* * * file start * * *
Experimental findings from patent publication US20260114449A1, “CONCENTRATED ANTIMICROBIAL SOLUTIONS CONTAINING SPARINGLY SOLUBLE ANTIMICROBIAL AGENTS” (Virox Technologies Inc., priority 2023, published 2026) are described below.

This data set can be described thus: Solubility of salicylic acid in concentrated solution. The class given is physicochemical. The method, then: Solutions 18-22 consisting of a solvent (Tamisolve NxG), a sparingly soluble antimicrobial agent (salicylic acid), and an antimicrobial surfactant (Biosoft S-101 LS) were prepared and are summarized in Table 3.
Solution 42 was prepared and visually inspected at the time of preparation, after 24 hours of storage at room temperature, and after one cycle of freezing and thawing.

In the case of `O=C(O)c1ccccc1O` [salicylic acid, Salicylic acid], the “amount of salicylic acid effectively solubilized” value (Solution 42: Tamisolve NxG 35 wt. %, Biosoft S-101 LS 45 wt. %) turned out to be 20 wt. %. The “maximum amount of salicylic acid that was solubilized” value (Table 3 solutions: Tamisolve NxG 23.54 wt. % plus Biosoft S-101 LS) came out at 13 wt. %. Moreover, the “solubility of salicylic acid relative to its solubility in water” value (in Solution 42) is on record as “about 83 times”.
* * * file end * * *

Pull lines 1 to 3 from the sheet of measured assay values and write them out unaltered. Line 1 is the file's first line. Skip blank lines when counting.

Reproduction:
Experimental findings from patent publication US20260114449A1, “CONCENTRATED ANTIMICROBIAL SOLUTIONS CONTAINING SPARINGLY SOLUBLE ANTIMICROBIAL AGENTS” (Virox Technologies Inc., priority 2023, published 2026) are described below.

This data set can be described thus: Solubility of salicylic acid in concentrated solution. The class given is physicochemical. The method, then: Solutions 18-22 consisting of a solvent (Tamisolve NxG), a sparingly soluble antimicrobial agent (salicylic acid), and an antimicrobial surfactant (Biosoft S-101 LS) were prepared and are summarized in Table 3.
Solution 42 was prepared and visually inspected at the time of preparation, after 24 hours of storage at room temperature, and after one cycle of freezing and thawing.